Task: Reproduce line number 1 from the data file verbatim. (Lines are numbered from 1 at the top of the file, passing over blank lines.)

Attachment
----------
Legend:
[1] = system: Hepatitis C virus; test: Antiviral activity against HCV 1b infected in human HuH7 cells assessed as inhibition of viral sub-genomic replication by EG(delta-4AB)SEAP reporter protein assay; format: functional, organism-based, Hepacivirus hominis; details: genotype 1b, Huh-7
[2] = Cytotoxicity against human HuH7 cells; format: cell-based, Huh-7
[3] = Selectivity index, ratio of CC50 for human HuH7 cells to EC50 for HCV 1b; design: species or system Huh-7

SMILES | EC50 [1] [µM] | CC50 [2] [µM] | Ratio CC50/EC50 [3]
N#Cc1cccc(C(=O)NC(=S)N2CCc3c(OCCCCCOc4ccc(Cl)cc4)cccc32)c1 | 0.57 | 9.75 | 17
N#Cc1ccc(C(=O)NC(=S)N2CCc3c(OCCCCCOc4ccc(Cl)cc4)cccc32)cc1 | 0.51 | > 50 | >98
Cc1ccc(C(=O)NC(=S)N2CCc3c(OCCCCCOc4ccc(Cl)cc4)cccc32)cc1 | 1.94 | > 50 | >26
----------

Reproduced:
Legend: